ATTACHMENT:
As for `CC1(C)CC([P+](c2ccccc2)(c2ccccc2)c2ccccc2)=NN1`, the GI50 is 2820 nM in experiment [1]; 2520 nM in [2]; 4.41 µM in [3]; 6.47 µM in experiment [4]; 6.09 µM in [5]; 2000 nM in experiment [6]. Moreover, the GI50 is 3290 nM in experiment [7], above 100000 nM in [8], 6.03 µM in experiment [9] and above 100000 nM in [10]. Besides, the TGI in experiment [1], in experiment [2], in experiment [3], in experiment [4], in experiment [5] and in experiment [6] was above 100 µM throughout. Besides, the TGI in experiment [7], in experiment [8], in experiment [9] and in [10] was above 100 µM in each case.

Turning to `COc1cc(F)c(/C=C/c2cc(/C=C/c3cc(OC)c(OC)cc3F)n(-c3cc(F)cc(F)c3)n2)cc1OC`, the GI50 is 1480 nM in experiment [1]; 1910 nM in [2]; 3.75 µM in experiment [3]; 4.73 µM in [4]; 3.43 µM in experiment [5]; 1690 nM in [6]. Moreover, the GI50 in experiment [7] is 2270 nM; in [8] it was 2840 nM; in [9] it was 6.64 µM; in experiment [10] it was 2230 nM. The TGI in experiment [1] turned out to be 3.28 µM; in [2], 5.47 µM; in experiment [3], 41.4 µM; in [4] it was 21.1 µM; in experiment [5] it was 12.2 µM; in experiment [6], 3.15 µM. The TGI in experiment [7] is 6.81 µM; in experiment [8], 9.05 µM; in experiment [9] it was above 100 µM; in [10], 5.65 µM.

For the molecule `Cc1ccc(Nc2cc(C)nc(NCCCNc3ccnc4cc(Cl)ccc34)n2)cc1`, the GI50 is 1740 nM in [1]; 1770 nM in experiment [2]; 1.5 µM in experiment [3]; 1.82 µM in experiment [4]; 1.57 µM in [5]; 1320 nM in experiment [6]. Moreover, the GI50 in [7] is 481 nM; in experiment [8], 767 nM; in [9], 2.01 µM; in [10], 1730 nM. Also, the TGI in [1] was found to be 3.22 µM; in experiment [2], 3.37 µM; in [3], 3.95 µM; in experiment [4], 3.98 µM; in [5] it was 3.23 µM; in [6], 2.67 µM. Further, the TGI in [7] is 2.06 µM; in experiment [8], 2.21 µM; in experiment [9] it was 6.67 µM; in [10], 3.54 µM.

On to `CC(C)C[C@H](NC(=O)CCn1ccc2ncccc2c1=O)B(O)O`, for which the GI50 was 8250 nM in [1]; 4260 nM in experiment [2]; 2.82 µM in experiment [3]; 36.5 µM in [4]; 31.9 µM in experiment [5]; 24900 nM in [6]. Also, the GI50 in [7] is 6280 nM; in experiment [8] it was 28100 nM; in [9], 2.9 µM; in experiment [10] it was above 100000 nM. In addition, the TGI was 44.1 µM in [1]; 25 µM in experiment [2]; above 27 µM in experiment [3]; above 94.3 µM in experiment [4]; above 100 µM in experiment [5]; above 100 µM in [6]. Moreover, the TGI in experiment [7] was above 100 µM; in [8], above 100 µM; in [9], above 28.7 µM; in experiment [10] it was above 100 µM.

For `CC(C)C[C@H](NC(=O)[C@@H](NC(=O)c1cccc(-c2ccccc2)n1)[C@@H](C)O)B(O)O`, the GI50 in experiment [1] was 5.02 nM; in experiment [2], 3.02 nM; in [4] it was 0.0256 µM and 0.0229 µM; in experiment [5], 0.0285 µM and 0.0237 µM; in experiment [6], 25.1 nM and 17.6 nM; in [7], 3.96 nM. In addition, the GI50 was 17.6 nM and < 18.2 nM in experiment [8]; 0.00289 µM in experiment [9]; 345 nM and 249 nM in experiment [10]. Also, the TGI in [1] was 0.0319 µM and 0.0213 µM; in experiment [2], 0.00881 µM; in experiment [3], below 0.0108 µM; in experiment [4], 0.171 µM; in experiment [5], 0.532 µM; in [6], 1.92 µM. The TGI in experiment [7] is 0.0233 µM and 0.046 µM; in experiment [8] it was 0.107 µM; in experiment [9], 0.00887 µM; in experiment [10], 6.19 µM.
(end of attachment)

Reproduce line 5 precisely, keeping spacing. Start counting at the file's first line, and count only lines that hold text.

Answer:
For `CC(C)C[C@H](NC(=O)[C@@H](NC(=O)c1cccc(-c2ccccc2)n1)[C@@H](C)O)B(O)O`, the GI50 in experiment [1] was 5.02 nM; in experiment [2], 3.02 nM; in [4] it was 0.0256 µM and 0.0229 µM; in experiment [5], 0.0285 µM and 0.0237 µM; in experiment [6], 25.1 nM and 17.6 nM; in [7], 3.96 nM. In addition, the GI50 was 17.6 nM and < 18.2 nM in experiment [8]; 0.00289 µM in experiment [9]; 345 nM and 249 nM in experiment [10]. Also, the TGI in [1] was 0.0319 µM and 0.0213 µM; in experiment [2], 0.00881 µM; in experiment [3], below 0.0108 µM; in experiment [4], 0.171 µM; in experiment [5], 0.532 µM; in [6], 1.92 µM. The TGI in experiment [7] is 0.0233 µM and 0.046 µM; in experiment [8] it was 0.107 µM; in experiment [9], 0.00887 µM; in experiment [10], 6.19 µM.